Heritage...A to Z through our kitchen

Courtesy mmagallan at
In most everyone's kitchen, there are certain intangible objects that influence the way we cook. In our kitchen, heritage plays as much a part of our meal planning as a love of great food or a desire to experiment.

Harry's family is a blend of Danish and hills of eastern Kentucky. On my side of the fence, I have the roots of eastern Tennessee and the Canadian Maritimes. During our childhood years, we've found a constant. We both come from homes where both parents worked. For the most part, weeknight dinner was usually a meat, potatoes and some sort of vegetable. When Harry and I are short on time for cooking, we usually fall back to those heritage meals.

In my house, corned beef wasn't just for St. Patrick's Day. Mom loved a New England boiled dinner and we probably had it a few times a year. The smell of the slow cooking of the corned beef brisket would fill the house. Then, the aroma got turned up a few notches as Mom added cabbage and rutabaga along with carrots and potatoes. In all these years, 2012 will go down as the year that I finally believe I got my boiled dinner to turn out just like Mom's.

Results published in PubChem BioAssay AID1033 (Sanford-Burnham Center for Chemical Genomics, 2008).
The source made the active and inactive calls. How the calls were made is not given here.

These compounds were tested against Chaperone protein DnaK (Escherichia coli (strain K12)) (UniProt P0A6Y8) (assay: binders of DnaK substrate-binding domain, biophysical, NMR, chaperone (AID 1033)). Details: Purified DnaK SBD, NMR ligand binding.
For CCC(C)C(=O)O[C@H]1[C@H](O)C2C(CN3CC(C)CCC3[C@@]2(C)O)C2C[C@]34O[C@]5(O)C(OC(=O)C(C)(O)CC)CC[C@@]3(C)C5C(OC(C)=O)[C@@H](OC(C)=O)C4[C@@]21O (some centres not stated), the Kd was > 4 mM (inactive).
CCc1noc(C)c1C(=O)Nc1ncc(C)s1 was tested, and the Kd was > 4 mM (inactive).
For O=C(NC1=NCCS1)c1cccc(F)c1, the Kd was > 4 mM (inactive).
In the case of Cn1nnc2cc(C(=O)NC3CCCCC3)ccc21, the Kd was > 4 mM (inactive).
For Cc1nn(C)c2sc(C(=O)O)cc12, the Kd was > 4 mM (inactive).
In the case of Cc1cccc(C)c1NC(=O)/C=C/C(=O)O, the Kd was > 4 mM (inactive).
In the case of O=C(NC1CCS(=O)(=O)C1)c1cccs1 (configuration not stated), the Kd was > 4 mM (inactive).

There weren't a lot of dinners Harry would like to repeat from his mother. He told me if he judged pizza by the first one she ever made - which was the first time he ever ate pizza - he never would have eaten it again! But, Harry loved his mother's meatloaf. Through most of my years, while I loved Mom's meatloaf, I was just never able to replicate it on my own. I'm sure the reason is that she has a recipe card somewhere that she still follows to the letter today.

Mom blended her fishing-village family's food heritage with that of Dad's family. Slow-fried southern style chicken with milk gravy. In the summer, I always looked forward to fried green tomatoes (just flour, salt & pepper - none of that batter crap!) and fried okra (these were fried in corn meal, salt and pepper - again no batter!). In the summer, we put up food for winter - strawberry freezer jam, green beans, tomato juice, freezer corn, Lady Ashburn pickle relish.

Through our years, our tastes have changed. Our travels have led us to enjoy foods from around the country and around the world. But, our family heritage still finds its way into our kitchen.

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